Background: Cardiovascular risk prediction is particularly important in the primary prevention of cardiovascular disease (CVD). Yet, data on whether the combined addition of albuminuria and estimated glomerular filtration rate (eGFR) improves cardiovascular risk prediction in individuals without CVD in the community is scarce.
Methods: We investigated associations between urinary albumin excretion rate (UAER), cystatin C-based eGFR and cardiovascular mortality in a community-based cohort of elderly men (ULSAM study; n = 1113, mean age 71 years, 208 cardiovascular deaths, median follow-up 12.9 years) with prespecified analyses in participants without CVD (n = 649, 86 cardiovascular deaths).
Results: Using multivariable Cox regression, higher UAER and lower eGFR were associated with increased risk for cardiovascular mortality independently of established cardiovascular risk factors in the whole sample and in men without CVD at baseline [subsample without CVD: UAER; hazard ratio (HR) per 1 SD 1.26, 95% confidence interval (CI) 1.05-1.51, P = 0.01; eGFR: HR per 1 SD 0.74, 95% CI 0.59-0.92, P = 0.007]. Analyses of model discrimination, calibration, reclassification and global fit suggested that UAER and eGFR also add relevant prognostic information beyond established cardiovascular risk factors in participants without prevalent CVD. Interestingly, established cutoffs used to diagnose microalbuminuria (UAER > 20 μg/min) and chronic kidney disease Stage 3 (eGFR < 60 mL/min/1.73 m(2)), appeared less suitable for cardiovascular risk prediction [integrated discrimination improvement (IDI) 0.006, P = 0.11], while cutoffs UAER > 6 μg/min and eGFR < 45 mL/min/1.73 m(2) significantly improved IDI (0.047, P < 0.001).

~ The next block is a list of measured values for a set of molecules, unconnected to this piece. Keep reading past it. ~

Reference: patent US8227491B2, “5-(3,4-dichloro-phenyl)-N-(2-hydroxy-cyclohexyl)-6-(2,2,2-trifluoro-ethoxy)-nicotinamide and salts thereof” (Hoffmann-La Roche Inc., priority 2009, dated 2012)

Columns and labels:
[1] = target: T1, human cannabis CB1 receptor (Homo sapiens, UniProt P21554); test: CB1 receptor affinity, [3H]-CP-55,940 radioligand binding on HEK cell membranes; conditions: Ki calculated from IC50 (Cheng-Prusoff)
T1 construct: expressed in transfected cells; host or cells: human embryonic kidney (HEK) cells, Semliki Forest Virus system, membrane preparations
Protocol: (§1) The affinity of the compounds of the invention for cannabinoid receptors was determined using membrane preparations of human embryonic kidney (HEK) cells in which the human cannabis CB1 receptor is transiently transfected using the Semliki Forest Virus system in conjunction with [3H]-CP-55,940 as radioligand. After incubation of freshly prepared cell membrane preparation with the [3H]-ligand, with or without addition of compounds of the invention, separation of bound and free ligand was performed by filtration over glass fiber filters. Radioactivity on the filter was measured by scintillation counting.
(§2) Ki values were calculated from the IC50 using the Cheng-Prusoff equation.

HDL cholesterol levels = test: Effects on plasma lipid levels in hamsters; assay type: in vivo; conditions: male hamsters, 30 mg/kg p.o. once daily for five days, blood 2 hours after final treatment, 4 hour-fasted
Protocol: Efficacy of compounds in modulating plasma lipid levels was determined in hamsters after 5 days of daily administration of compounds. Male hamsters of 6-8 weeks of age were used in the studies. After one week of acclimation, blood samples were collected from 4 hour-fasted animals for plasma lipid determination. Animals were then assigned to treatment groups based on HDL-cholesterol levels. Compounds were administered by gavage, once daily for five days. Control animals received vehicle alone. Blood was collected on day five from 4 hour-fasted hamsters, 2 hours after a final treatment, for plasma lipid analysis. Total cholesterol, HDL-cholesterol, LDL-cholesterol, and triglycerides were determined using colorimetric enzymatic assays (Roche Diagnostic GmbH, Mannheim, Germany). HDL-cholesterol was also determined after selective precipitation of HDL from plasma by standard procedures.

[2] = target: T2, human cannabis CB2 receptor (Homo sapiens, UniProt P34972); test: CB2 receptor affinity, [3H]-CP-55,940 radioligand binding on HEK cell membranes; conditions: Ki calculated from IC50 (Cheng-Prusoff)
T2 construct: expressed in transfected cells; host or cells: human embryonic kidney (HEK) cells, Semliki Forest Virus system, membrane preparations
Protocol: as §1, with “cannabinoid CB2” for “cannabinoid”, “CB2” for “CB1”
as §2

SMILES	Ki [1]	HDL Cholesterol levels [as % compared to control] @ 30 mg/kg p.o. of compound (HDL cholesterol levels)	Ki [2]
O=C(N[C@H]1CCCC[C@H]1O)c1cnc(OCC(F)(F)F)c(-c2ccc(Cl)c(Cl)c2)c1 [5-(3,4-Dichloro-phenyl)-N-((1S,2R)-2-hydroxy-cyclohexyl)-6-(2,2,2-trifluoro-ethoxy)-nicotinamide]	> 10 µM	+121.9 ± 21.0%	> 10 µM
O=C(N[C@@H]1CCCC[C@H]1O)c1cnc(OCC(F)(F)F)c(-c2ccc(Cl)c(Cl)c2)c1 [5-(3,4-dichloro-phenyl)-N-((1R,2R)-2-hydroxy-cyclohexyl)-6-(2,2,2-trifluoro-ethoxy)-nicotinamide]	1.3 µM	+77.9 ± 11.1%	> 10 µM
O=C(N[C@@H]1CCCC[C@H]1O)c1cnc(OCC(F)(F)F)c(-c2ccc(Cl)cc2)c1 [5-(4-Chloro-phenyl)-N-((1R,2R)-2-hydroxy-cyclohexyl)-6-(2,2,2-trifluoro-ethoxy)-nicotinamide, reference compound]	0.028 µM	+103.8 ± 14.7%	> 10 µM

Conclusions: UAER and eGFR improved cardiovascular risk prediction beyond established cardiovascular risk factors, suggesting that these kidney biomarkers may be useful in predicting cardiovascular death in elderly men.